Turbidity meters are more accurate and more precise than turbidity tubes. However, they are also much more expensive.
A turbidity meter sends a beam of light into a sample and measures the amount of light reflected by the particles. It is considered quite precise, but is limited to the small volume of sample in the sample vial and so is sensitive to how a sample is collected and whether it is a good representation of the water you want to know about. It is a good idea to take several samples (e.g. three) and then record the average reading.
With a turbidity tube you are measuring the depth of water that light will pass through after it is reflected from the base of the tube. This is less precise than with a turbidity meter, especially for low turbidities. It is sensitive to the ambient lighting, the colour of the background you are reading it against, the colour of the water, and the person’s eyes doing the reading. Different turbidity tubes from different manufacturers use different formulas to calculate the gradation scale (the lines on the side of the tube). Rounding to the nearest line also brings inaccuracies.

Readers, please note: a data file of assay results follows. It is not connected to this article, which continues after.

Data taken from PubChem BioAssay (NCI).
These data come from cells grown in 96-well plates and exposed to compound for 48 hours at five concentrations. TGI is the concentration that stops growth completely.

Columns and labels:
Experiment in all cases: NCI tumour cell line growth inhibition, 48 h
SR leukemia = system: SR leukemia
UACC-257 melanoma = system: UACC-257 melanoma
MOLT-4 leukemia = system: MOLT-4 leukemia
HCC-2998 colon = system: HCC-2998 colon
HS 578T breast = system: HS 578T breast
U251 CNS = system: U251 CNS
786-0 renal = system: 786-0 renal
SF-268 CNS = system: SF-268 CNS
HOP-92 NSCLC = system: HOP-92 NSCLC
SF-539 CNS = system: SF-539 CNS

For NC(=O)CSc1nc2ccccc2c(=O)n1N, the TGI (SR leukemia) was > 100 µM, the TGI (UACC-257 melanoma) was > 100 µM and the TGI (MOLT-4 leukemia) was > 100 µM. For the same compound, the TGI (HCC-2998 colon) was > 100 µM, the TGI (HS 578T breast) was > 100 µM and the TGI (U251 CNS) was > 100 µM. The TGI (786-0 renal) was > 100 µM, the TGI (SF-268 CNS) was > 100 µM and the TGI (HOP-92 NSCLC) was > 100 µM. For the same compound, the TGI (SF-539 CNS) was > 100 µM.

Turbidity tubes allow a rough and ready approximation of NTU, and are good for comparison between samples and over time (assuming you use the same tube and all else is equal). If, 5, 20 and 50 NTU are the most important measures you want to gauge (e.g. for chlorine or BSF use) then you can recalibrate the tube to match the meter (as in mark a new line on the tube with a sharpie).